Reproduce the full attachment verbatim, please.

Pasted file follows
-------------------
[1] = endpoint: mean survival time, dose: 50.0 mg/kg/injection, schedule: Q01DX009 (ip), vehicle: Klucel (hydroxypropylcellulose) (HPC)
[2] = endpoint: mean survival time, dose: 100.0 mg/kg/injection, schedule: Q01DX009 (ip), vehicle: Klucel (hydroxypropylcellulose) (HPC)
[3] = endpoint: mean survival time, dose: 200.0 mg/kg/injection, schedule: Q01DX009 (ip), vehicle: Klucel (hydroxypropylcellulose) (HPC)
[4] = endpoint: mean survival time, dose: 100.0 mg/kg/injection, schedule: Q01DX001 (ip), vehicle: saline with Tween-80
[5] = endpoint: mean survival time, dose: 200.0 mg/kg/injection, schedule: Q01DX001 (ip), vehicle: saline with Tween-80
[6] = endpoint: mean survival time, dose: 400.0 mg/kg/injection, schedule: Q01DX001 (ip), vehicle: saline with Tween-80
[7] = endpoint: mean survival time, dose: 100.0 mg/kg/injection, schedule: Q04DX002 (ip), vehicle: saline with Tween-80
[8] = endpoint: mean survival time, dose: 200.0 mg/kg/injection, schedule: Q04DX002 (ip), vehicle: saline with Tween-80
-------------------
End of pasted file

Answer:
[1] = endpoint: mean survival time, dose: 50.0 mg/kg/injection, schedule: Q01DX009 (ip), vehicle: Klucel (hydroxypropylcellulose) (HPC)
[2] = endpoint: mean survival time, dose: 100.0 mg/kg/injection, schedule: Q01DX009 (ip), vehicle: Klucel (hydroxypropylcellulose) (HPC)
[3] = endpoint: mean survival time, dose: 200.0 mg/kg/injection, schedule: Q01DX009 (ip), vehicle: Klucel (hydroxypropylcellulose) (HPC)
[4] = endpoint: mean survival time, dose: 100.0 mg/kg/injection, schedule: Q01DX001 (ip), vehicle: saline with Tween-80
[5] = endpoint: mean survival time, dose: 200.0 mg/kg/injection, schedule: Q01DX001 (ip), vehicle: saline with Tween-80
[6] = endpoint: mean survival time, dose: 400.0 mg/kg/injection, schedule: Q01DX001 (ip), vehicle: saline with Tween-80
[7] = endpoint: mean survival time, dose: 100.0 mg/kg/injection, schedule: Q04DX002 (ip), vehicle: saline with Tween-80
[8] = endpoint: mean survival time, dose: 200.0 mg/kg/injection, schedule: Q04DX002 (ip), vehicle: saline with Tween-80